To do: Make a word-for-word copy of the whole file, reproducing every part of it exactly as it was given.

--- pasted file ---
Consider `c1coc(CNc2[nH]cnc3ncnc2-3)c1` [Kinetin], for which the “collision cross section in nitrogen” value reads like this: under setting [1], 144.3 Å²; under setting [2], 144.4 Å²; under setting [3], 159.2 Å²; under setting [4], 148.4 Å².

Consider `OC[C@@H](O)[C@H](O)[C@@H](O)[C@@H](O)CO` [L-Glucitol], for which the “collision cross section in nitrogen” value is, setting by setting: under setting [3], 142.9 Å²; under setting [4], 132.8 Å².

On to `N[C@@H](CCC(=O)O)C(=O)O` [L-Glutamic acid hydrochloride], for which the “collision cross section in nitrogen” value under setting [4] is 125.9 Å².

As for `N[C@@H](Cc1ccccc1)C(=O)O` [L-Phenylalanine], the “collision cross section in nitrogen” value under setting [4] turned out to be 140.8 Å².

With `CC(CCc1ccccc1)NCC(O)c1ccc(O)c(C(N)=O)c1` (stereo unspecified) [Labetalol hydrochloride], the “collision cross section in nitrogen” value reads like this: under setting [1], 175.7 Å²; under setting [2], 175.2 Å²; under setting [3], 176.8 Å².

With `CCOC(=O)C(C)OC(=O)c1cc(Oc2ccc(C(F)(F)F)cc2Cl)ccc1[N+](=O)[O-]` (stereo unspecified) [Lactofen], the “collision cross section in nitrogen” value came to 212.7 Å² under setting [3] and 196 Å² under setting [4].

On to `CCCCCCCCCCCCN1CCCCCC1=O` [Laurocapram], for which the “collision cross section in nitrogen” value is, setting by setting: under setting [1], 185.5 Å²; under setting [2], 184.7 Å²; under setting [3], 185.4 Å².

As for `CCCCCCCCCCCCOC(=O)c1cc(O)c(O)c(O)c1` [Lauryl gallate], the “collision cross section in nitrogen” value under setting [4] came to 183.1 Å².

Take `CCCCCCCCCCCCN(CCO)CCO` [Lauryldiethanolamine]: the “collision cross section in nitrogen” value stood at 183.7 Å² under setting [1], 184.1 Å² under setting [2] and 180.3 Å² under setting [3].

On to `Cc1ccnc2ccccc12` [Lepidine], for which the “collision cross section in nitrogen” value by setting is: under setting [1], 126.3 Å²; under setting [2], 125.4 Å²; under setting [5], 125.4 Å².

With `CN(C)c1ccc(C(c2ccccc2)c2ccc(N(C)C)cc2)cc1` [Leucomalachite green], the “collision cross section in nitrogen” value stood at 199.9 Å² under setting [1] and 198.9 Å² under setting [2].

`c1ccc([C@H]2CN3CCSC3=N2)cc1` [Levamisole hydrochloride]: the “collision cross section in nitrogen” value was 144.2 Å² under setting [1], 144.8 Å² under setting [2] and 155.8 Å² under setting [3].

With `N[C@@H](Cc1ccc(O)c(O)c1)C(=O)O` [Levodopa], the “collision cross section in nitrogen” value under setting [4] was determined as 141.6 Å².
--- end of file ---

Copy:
Consider `c1coc(CNc2[nH]cnc3ncnc2-3)c1` [Kinetin], for which the “collision cross section in nitrogen” value reads like this: under setting [1], 144.3 Å²; under setting [2], 144.4 Å²; under setting [3], 159.2 Å²; under setting [4], 148.4 Å².

Consider `OC[C@@H](O)[C@H](O)[C@@H](O)[C@@H](O)CO` [L-Glucitol], for which the “collision cross section in nitrogen” value is, setting by setting: under setting [3], 142.9 Å²; under setting [4], 132.8 Å².

On to `N[C@@H](CCC(=O)O)C(=O)O` [L-Glutamic acid hydrochloride], for which the “collision cross section in nitrogen” value under setting [4] is 125.9 Å².

As for `N[C@@H](Cc1ccccc1)C(=O)O` [L-Phenylalanine], the “collision cross section in nitrogen” value under setting [4] turned out to be 140.8 Å².

With `CC(CCc1ccccc1)NCC(O)c1ccc(O)c(C(N)=O)c1` (stereo unspecified) [Labetalol hydrochloride], the “collision cross section in nitrogen” value reads like this: under setting [1], 175.7 Å²; under setting [2], 175.2 Å²; under setting [3], 176.8 Å².

With `CCOC(=O)C(C)OC(=O)c1cc(Oc2ccc(C(F)(F)F)cc2Cl)ccc1[N+](=O)[O-]` (stereo unspecified) [Lactofen], the “collision cross section in nitrogen” value came to 212.7 Å² under setting [3] and 196 Å² under setting [4].

On to `CCCCCCCCCCCCN1CCCCCC1=O` [Laurocapram], for which the “collision cross section in nitrogen” value is, setting by setting: under setting [1], 185.5 Å²; under setting [2], 184.7 Å²; under setting [3], 185.4 Å².

As for `CCCCCCCCCCCCOC(=O)c1cc(O)c(O)c(O)c1` [Lauryl gallate], the “collision cross section in nitrogen” value under setting [4] came to 183.1 Å².

Take `CCCCCCCCCCCCN(CCO)CCO` [Lauryldiethanolamine]: the “collision cross section in nitrogen” value stood at 183.7 Å² under setting [1], 184.1 Å² under setting [2] and 180.3 Å² under setting [3].

On to `Cc1ccnc2ccccc12` [Lepidine], for which the “collision cross section in nitrogen” value by setting is: under setting [1], 126.3 Å²; under setting [2], 125.4 Å²; under setting [5], 125.4 Å².

With `CN(C)c1ccc(C(c2ccccc2)c2ccc(N(C)C)cc2)cc1` [Leucomalachite green], the “collision cross section in nitrogen” value stood at 199.9 Å² under setting [1] and 198.9 Å² under setting [2].

`c1ccc([C@H]2CN3CCSC3=N2)cc1` [Levamisole hydrochloride]: the “collision cross section in nitrogen” value was 144.2 Å² under setting [1], 144.8 Å² under setting [2] and 155.8 Å² under setting [3].

With `N[C@@H](Cc1ccc(O)c(O)c1)C(=O)O` [Levodopa], the “collision cross section in nitrogen” value under setting [4] was determined as 141.6 Å².